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For many indirect tax professionals, the start of your career begins with compliance.
And over the last 8.5 years of recruiting in the indirect tax space, the prevailing attitude that I see time and time again is that working in compliance is simply a means to an end. A stepping stone. The gateway to the more glamourous world of advisory.
I believe this is a significant oversight.
Indirect tax compliance is changing…
What changes are happening in the VAT profession?
The world of advisory has always been the seen my many as the glitz and glamour of the tax world. And I can understand why. It requires extensive experience and, usually, a chartered qualification whereas tax compliance provides an entry point with far less barriers. Naturally, this gives ‘advisory’ some exclusivity.
But there are 3 fundamental factors that indirect tax compliance professionals should remember when planning their career development:
- Advisory isn’t for everyone and you shouldn’t just assume that you’re only route to progression is to force yourself down this route & become chartered.
- Digitalisation – and the rise of tax technology – has changed the game for compliance specialists.
- The demand for compliance specialists keeps continuing to increase in Europe.
In the past year alone, we’ve seen skyrocketing demand for VAT compliance specialists across Europe and you may recall me recently speculating whether there’s a VAT compliance recruitment crisis in the UK. In general, we’ll frequently see 60% of all in-house vacancies being compliance based.
Digitalisation and scarcity is creating more opportunities
There really is a lot going on in the VAT market isn’t there? And many of these changes are fuelled by the movement towards digitalisation and e-invoicing, paired with the fact that those with these skills are hard to find!
It was only in December last year that, after months of debate, the European Commission formally proposed the legislative changes that have become known as ViDA (VAT in the Digital Age).
But even long before ViDA was announced, the presence of “e-invoicing”, “automation”, “process improvement”, “tax engine”, and “data” have worked their ways onto the job descriptions of indirect tax compliance jobs.
The compliance arena is transforming. Rapidly.
Gone are the days of manual filing and excel sheets and, so, the traditional routes of progression – and subsequently the view that the only way to climb the tax ladder is to become an advisor – has become outdated.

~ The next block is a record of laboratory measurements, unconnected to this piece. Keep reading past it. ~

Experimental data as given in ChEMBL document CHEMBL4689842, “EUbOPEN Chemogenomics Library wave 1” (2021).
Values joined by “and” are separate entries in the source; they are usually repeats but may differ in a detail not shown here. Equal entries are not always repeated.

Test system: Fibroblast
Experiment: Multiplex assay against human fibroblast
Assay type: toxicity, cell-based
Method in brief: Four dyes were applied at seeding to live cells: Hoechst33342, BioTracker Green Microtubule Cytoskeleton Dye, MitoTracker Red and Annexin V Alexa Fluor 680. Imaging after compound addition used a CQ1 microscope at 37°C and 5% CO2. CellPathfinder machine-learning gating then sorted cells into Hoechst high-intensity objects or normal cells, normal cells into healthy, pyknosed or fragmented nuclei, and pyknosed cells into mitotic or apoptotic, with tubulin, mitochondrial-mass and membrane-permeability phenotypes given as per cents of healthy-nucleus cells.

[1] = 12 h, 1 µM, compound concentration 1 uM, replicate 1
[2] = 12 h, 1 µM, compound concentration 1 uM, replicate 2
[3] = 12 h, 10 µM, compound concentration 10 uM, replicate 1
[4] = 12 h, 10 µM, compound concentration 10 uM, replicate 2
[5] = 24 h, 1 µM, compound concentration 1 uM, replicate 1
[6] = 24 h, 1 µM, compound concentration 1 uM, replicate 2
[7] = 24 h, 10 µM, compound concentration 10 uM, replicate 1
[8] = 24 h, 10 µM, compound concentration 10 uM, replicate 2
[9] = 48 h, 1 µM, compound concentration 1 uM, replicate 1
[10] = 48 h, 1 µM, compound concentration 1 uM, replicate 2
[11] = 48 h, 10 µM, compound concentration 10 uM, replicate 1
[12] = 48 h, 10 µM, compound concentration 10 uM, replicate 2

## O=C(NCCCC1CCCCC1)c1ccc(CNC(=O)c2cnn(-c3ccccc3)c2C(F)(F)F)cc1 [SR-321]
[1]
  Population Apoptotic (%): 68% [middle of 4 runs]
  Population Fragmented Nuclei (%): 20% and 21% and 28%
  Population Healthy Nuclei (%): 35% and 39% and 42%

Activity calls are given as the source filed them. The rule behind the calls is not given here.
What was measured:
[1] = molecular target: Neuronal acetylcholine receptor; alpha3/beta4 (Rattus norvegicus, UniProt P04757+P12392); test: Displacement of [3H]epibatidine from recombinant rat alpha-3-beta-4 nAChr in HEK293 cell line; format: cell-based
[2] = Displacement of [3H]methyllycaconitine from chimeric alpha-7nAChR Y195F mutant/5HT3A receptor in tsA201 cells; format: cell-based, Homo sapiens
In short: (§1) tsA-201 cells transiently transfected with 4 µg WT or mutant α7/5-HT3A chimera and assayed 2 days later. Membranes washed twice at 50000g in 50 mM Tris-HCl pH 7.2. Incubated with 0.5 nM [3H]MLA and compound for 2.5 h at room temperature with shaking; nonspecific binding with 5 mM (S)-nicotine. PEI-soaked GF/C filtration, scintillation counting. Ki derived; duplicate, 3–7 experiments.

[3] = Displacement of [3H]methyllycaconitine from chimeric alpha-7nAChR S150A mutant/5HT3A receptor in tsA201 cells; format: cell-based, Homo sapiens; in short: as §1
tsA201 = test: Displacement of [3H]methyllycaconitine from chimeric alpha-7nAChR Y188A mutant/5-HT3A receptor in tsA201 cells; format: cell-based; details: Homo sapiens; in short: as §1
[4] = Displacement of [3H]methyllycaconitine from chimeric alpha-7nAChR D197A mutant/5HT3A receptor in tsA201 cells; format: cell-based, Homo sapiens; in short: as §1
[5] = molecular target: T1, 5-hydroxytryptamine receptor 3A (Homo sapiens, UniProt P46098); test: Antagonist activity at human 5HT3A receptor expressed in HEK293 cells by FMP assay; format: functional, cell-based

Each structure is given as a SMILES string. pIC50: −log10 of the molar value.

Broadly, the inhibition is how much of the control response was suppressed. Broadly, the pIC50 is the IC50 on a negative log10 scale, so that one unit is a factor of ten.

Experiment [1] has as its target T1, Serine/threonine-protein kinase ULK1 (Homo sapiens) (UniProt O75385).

“I’m working in VAT compliance. Where do I go from here?”
Firstly, one needs to assess where their core strengths really are. Some of you really should be advisors but, equally, those who are more operational, analytical, and data-savvy should assess how they can utilise their experience and begin tailoring it to the market changes.
Clearly indirect tax compliance isn’t what it used to be. The tax compliance world is changing rapidly and it’s the technological evolutions here that are creating opportunities. As a result, those with compliance skills are the prime candidates to break into the tax technology space.
Another important experience – and skill demand – in the compliance space is working with multiple jurisdictions. How much experience do you have filing returns or working with different countries? With indirect tax being such a cross-border discipline, ensuring that your progressing not just vertically but horizontally is paramount.
The emerging world of tax technology
Tax technology roles have been steadily rising across the UK & EMEA regions – as documented recently by our friends at Innovate Tax in their blog, The Rise of the Tax Technologist.
It’s not even a prediction to say this upward trend will continue. It’s a given.
Throughout 2022, when hiring for tax technology profiles, we observed that employers in this space have begun to display a preference for candidates with solid compliance backgrounds.
When it comes to advancing down the tax technology route, the knowledge required by a compliance professionals provides a solid foundation.
So what are the takeaways here?
We all know tax technology isn’t going away, so don’t be too hasty when planning your career progression. And if you need guidance on this, drop me a message and I’ll be happy answer any questions.
From boutiques to the Big 4, and start-ups to multinational corporations, Alex manages a diverse portfolio of clients worldwide which has enabled him to develop a vast global network of indirect tax and tax technology professionals in 40+ countries.